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Samsung: 6-Day Workweek For Execs, Company in Emergency Mode


Four-day workweeks might have all the buzz, but one major tech company is going in the opposite direction.

Samsung is implementing a six-day workweek for all executives after some of the firm’s core businesses delivered lower-than-expected financial results last year.

A Samsung Group executive told a Korean news outlet that “considering that performance of our major units, including Samsung Electronics Co., fell short of expectations in 2023, we are introducing the six-day work week for executives to inject a sense of crisis and make all-out efforts to overcome this crisis.”

Lower performance combined with other economic uncertainties like high borrowing costs have pushed the South Korean company to enter “emergency mode,” per The Korea Economic Daily.

Related: Apple Is No Longer the Top Phonemaker in the World as AI Pressure and Competition Intensifies

Executives at all Samsung Group divisions will be affected, including those in sales and manufacturing, according to the report.

Samsung had its worst financial year in over a decade in 2023, with the Wall Street Journal reporting that net profit fell 73% in Q4. It also lost its top spot on the global smartphone market to Apple in the same quarter, though it reclaimed it this year.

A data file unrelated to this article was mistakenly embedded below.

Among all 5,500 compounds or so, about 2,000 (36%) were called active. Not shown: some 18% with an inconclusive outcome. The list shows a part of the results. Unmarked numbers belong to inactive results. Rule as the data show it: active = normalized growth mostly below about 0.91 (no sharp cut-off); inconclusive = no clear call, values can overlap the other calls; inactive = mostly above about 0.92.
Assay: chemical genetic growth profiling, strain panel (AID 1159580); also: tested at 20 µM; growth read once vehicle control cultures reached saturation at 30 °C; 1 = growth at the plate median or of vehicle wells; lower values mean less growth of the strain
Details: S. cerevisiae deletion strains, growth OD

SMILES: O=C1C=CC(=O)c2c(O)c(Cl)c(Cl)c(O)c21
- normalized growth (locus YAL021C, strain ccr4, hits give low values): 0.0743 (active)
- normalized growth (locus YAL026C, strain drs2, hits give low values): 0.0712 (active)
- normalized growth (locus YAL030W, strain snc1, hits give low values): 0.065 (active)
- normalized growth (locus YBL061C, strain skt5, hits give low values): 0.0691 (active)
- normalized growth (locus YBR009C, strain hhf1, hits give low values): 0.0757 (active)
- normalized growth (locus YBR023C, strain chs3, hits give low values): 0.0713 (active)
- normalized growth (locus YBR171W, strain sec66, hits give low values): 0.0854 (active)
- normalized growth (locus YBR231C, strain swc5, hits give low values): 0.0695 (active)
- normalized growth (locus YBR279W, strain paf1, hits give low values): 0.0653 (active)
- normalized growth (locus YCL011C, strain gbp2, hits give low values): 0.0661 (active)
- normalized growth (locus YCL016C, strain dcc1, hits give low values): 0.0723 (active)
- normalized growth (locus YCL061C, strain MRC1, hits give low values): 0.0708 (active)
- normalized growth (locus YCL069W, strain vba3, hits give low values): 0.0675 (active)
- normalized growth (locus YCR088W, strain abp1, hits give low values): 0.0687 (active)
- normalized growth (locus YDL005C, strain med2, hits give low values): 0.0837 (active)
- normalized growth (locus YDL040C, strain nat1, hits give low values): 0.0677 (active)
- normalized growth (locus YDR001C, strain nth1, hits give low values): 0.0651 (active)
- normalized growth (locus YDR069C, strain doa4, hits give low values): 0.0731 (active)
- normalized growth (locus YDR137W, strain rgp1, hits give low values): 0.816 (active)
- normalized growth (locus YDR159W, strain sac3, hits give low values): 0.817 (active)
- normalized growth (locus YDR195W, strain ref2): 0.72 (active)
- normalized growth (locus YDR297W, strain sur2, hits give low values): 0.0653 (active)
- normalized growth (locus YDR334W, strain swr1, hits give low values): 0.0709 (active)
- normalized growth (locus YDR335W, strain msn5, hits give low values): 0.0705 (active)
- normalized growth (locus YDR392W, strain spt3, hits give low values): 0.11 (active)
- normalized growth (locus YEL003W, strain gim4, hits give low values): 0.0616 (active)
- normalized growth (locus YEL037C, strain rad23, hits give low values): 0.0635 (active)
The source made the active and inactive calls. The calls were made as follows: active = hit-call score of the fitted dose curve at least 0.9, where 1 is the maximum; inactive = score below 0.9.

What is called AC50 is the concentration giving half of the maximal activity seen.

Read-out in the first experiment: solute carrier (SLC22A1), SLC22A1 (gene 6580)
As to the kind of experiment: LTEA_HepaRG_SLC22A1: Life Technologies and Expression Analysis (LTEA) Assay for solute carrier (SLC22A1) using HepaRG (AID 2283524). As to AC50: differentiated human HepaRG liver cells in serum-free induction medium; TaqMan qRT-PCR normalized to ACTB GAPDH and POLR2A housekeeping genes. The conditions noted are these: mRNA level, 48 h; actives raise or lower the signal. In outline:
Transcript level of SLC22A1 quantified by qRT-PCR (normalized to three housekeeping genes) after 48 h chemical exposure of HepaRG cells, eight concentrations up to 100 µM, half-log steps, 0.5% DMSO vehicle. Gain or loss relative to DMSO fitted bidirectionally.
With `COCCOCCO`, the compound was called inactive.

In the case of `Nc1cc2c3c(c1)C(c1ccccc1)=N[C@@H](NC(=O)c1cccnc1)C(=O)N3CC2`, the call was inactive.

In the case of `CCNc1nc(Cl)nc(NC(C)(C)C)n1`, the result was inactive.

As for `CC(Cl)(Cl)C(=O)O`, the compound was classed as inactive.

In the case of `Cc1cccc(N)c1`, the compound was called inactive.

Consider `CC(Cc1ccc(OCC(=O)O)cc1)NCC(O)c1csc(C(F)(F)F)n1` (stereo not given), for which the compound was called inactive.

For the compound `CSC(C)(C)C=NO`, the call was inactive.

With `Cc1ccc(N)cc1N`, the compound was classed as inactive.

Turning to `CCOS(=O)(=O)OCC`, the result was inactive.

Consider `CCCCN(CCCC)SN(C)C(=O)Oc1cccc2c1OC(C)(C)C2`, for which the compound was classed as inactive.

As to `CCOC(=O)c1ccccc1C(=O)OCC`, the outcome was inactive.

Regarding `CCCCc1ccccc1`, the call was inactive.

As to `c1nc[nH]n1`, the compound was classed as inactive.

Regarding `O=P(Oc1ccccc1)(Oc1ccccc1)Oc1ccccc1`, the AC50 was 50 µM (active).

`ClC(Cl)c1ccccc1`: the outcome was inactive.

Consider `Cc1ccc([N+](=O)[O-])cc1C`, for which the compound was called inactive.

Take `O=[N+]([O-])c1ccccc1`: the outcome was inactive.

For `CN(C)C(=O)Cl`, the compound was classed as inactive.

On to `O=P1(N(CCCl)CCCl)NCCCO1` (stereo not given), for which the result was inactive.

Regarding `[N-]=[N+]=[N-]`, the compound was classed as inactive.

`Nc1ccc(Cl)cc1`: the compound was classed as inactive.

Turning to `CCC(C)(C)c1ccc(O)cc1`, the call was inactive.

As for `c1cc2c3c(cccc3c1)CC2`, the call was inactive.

Though employees below the executive level aren’t yet mandated to clock in on weekends, some might follow the unwritten example of their bosses. After all, The Korea Economic Daily reports that executives across some Samsung divisions have been voluntarily working six days a week since January, before the company decided to implement the six-day workweek policy.

Entrepreneur has reached out to Samsung’s U.S. newsroom to ask if this news includes executives situated globally, including in the U.S., or if it only affects employees in Korea. Samsung did not immediately respond.

Research on the relationship between hours worked and output shows that working more does not necessarily increase productivity.

A Stanford project, for example, found that overwork leads to decreased total output. Average productivity decreases due to stress, sleep deprivation, and other factors “to the extent that the additional hours [worked] provide no benefit (and, in fact, are detrimental),” the study said.

Related: Samsung’s Newest Galaxy Gadget Aims ‘To See How Productive You Can Be’

Longer hours can also mean long-term health effects. The World Health Organization found that working more than 55 hours a week decreases life expectancy and increases the risk of stroke by 35%.

The same 55-hour workweek leads to a 17% higher risk of heart disease, per the same study.

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